Sisi came to power after leading the overthrow of Islamist former President Mohamed Mursi in 2013 following mass protests against Mursi's rule.
The military’s economic might has expanded since Sisi became president, and companies owned by the military have flourished, causing concern amongst local businessmen and foreign investors.
In November 2016, an agreement was signed between the IMF and Egypt providing for a $12 billion loan to be delivered in five steps in the course of three years.
Declaring the Muslim Brotherhood an FTO would be incorrect and counterproductive due to the Brotherhood’s diffuse and divided nature.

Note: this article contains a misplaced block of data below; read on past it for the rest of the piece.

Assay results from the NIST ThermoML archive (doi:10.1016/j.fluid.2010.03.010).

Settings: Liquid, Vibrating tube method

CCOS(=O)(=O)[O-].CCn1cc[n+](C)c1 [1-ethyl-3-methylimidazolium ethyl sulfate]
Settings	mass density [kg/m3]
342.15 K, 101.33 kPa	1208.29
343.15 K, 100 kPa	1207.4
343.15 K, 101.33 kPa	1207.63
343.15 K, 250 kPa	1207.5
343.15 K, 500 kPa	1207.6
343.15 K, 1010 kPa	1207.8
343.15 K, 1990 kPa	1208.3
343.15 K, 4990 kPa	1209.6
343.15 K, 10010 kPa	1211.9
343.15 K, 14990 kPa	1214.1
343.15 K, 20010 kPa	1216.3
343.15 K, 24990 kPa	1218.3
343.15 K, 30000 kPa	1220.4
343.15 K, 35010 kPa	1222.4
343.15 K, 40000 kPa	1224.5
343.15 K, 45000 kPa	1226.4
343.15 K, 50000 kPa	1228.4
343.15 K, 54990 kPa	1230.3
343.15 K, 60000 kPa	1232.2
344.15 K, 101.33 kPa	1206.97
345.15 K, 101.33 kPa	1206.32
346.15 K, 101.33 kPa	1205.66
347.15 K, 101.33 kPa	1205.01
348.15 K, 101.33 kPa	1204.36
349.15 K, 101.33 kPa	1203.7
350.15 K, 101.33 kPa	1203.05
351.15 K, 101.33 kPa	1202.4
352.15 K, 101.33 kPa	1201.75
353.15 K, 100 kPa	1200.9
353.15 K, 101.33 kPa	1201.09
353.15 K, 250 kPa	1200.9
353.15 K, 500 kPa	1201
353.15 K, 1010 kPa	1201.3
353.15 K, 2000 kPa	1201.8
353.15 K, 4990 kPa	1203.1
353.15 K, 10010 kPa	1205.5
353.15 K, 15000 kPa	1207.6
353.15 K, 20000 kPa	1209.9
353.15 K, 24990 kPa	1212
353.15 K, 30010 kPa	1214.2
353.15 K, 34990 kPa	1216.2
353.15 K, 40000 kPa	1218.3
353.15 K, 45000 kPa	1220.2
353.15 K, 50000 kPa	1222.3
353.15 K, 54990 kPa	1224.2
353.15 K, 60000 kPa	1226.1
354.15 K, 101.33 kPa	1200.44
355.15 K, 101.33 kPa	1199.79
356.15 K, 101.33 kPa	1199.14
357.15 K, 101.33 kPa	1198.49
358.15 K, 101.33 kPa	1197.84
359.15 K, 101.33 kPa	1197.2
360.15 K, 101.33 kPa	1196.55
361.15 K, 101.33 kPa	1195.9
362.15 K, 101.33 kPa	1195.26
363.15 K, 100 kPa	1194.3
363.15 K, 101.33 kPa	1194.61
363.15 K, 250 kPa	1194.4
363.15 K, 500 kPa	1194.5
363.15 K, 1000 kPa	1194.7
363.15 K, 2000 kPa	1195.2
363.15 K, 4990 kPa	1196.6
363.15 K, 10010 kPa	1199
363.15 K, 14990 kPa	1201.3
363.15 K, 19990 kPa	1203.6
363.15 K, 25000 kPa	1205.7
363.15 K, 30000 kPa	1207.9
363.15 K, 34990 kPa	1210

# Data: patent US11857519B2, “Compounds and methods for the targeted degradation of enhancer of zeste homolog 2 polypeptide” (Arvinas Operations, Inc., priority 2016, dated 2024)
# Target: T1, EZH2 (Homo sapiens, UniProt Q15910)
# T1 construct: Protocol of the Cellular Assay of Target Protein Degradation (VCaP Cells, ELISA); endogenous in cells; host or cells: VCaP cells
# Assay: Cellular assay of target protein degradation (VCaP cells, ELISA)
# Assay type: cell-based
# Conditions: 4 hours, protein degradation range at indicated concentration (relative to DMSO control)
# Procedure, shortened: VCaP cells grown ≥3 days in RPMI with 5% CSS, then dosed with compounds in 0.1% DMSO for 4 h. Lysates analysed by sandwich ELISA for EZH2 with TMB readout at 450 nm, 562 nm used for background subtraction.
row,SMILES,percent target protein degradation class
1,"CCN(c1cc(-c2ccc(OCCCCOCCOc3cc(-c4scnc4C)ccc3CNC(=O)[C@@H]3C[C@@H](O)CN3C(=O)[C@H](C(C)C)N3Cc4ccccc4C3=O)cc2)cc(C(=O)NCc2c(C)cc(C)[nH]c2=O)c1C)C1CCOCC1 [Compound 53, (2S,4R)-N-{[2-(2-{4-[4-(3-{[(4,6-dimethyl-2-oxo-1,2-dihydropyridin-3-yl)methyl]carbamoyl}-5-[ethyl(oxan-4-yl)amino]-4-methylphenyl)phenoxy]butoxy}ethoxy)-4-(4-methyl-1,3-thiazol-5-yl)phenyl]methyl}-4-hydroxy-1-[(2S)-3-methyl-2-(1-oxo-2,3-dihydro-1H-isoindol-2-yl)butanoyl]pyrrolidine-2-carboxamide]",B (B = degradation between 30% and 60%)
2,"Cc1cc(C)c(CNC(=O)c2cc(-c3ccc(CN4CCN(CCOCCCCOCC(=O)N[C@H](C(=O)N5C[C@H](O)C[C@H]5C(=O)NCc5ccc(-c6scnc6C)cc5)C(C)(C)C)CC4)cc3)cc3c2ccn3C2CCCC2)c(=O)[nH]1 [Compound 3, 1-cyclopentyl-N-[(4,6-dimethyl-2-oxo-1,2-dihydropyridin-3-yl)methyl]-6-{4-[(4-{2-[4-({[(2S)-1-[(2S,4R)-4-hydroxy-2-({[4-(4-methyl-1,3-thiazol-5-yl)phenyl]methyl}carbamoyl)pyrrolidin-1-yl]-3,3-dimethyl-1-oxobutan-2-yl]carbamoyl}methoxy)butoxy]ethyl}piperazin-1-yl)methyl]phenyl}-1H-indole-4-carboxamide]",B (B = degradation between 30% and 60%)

Egypt's 596-member parliament, dominated by Sisi's supporters, approved the amendments on Tuesday, voting by 531 to 22 in favor.
Egypt's parliament has moved to pave the way for Sisi to stay in power until 2034 with constitutional reforms.
On April 9, Sisi heads to Washington, where he will meet with Trump to cement “Egypt’s longstanding role as a lynchpin of regional stability,” according to a White House statement issued on Friday.
Trump and Al Sisi "will also discuss developments and shared priorities in the region, including enhancing regional economic integration and addressing ongoing conflicts."